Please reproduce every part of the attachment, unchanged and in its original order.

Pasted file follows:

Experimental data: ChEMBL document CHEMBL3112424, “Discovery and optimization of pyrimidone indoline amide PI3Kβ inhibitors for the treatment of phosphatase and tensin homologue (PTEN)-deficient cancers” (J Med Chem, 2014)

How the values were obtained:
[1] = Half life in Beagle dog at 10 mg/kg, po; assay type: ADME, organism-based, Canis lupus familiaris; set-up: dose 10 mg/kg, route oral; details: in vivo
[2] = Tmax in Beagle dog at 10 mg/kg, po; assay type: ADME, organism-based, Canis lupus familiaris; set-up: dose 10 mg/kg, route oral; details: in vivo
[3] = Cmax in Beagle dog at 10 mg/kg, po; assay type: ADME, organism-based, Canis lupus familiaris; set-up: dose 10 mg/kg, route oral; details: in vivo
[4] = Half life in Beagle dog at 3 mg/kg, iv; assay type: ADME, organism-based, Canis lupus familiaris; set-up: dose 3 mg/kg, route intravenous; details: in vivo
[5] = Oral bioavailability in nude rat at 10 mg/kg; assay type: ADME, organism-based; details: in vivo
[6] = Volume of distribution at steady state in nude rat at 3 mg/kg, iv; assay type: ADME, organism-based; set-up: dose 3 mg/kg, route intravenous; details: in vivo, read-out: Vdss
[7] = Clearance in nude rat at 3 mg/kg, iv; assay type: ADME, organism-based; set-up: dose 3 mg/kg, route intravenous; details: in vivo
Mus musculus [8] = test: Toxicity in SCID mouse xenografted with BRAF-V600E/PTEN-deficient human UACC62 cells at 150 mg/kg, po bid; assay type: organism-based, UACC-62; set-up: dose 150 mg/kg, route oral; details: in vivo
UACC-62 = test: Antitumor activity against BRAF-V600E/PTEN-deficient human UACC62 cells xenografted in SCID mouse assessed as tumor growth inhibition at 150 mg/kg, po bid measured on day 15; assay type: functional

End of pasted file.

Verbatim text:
Experimental data: ChEMBL document CHEMBL3112424, “Discovery and optimization of pyrimidone indoline amide PI3Kβ inhibitors for the treatment of phosphatase and tensin homologue (PTEN)-deficient cancers” (J Med Chem, 2014)

How the values were obtained:
[1] = Half life in Beagle dog at 10 mg/kg, po; assay type: ADME, organism-based, Canis lupus familiaris; set-up: dose 10 mg/kg, route oral; details: in vivo
[2] = Tmax in Beagle dog at 10 mg/kg, po; assay type: ADME, organism-based, Canis lupus familiaris; set-up: dose 10 mg/kg, route oral; details: in vivo
[3] = Cmax in Beagle dog at 10 mg/kg, po; assay type: ADME, organism-based, Canis lupus familiaris; set-up: dose 10 mg/kg, route oral; details: in vivo
[4] = Half life in Beagle dog at 3 mg/kg, iv; assay type: ADME, organism-based, Canis lupus familiaris; set-up: dose 3 mg/kg, route intravenous; details: in vivo
[5] = Oral bioavailability in nude rat at 10 mg/kg; assay type: ADME, organism-based; details: in vivo
[6] = Volume of distribution at steady state in nude rat at 3 mg/kg, iv; assay type: ADME, organism-based; set-up: dose 3 mg/kg, route intravenous; details: in vivo, read-out: Vdss
[7] = Clearance in nude rat at 3 mg/kg, iv; assay type: ADME, organism-based; set-up: dose 3 mg/kg, route intravenous; details: in vivo
Mus musculus [8] = test: Toxicity in SCID mouse xenografted with BRAF-V600E/PTEN-deficient human UACC62 cells at 150 mg/kg, po bid; assay type: organism-based, UACC-62; set-up: dose 150 mg/kg, route oral; details: in vivo
UACC-62 = test: Antitumor activity against BRAF-V600E/PTEN-deficient human UACC62 cells xenografted in SCID mouse assessed as tumor growth inhibition at 150 mg/kg, po bid measured on day 15; assay type: functional